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Peel back one side of your Thermolan Plus from one side of the insert fabric.  Spray adhesive in a back-and-forth motion lightly over the exposed Thermolan.  Smooth Thermolan back over to adhere to fabric, and repeat on other end.  Flip fabric and Thermolan piece over and smooth out any visible wrinkles that may have happened during adhesion.

Repeat for other half of boot insert.  You will have two boot insert components made of a piece of Thermolan Plus fused to the wrong side of the fabric.

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Step 6: Pin together the right sides of the boot insert fabric, leaving the top of the boot insert (the wide end) open.

Sew around boot insert with 1/2″ seams, backstitching at both ends to secure stitching.  Clip corners.

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Step 7:  Turn boot insert right side out and press seams, making insert nice and flat.  Doesn’t that look pretty?

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Step 8
:  Insert plastic canvas into boot insert “pocket,” guiding it in with your hand.  You may have to trim down the top of your plastic canvas a little so that a 1/2″ seam allowance of fabric can be folded over the canvas, seen in the next step.

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Step 9:  Fold in 1/2″ seam allowance over canvas and into “pocket,” forming a closed seam at the top of the boot insert. Pin in place through fabric and canvas.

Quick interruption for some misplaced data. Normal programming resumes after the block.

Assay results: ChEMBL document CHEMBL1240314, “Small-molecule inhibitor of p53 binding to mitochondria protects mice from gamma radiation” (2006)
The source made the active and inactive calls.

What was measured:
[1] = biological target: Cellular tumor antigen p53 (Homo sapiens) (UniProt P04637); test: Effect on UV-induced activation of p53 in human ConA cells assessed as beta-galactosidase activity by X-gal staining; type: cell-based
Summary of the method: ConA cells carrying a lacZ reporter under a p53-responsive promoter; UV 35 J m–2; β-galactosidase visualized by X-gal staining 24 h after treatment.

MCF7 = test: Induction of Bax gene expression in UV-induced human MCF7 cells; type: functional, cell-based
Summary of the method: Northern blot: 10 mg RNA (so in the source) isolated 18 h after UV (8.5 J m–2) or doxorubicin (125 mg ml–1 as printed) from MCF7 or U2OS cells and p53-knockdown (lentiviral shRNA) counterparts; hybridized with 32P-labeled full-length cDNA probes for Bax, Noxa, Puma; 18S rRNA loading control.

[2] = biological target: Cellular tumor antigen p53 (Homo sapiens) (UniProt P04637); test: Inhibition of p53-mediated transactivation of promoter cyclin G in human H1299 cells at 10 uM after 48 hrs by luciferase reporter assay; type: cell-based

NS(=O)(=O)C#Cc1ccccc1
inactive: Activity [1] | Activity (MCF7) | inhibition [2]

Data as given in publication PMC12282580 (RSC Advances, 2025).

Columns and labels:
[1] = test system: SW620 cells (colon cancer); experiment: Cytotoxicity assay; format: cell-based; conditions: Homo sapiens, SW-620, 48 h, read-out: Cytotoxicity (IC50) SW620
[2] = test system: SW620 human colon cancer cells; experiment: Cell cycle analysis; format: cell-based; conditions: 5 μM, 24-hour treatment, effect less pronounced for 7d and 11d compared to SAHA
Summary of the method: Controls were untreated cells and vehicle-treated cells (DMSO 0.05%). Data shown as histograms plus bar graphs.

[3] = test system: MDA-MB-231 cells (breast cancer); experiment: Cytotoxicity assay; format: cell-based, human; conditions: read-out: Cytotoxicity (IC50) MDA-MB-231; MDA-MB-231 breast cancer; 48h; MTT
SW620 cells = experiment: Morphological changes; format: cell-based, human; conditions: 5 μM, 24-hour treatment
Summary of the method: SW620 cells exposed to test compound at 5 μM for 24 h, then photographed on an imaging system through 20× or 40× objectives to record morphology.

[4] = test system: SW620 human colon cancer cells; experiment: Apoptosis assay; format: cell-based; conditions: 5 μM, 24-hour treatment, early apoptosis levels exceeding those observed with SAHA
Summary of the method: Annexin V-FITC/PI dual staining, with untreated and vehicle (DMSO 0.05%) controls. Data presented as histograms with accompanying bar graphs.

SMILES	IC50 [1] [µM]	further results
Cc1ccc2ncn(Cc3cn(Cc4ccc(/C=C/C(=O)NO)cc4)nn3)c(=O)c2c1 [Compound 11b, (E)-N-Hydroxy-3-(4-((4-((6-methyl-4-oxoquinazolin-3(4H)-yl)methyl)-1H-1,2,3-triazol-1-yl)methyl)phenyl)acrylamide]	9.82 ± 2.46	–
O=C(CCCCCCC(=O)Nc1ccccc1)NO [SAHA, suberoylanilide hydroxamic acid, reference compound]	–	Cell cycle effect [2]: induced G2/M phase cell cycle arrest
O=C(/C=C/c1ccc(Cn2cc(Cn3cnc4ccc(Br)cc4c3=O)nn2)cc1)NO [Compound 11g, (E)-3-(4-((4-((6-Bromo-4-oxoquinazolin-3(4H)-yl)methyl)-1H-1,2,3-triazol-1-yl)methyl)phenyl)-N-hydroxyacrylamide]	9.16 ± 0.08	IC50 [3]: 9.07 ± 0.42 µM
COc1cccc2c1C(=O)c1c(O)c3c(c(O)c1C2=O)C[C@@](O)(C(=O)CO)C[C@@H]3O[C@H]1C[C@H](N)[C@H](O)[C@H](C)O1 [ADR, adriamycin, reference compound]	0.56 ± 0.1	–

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Step 10
:  Using coordinating thread and a needle, stitch the top seam closed with a slip stitch.  Bury knot and clip thread ends.  The top of your boot insert should look like this:

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Repeat steps 6-10 for other boot insert.

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Floppy boots, begone!

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7 Comments

  1. October 20, 2011 / 4:36 pm

    Those are definitely prettier, but I will likely stick with a rolled up magazine for the legs of my boots.

  2. October 20, 2011 / 5:27 pm

    BRILLIANT! I probably have wayyyy too many boots – and I've been meaning to sew some up for myself – thanks for saving me half the work!

  3. October 22, 2011 / 6:55 pm

    What a great idea and congrats on being featured!

  4. April 12, 2012 / 7:16 pm

    If you don't mind, I'm going to link to this with an article I'm writing on boot shapers in my own blog.

  5. Anonymous
    February 11, 2014 / 3:38 pm

    You Ma'am, are a genius. I cant wait to do this because I just bought a new pair of boots two days ago! Thank you for the idea and the opportunity to save all of my boots!
    ~Katherine

  6. February 26, 2014 / 2:49 pm

    I'm lazy……. I just stick an empty paper towel tube in mine. 😉 But, these are cute! ~ MamaGing.com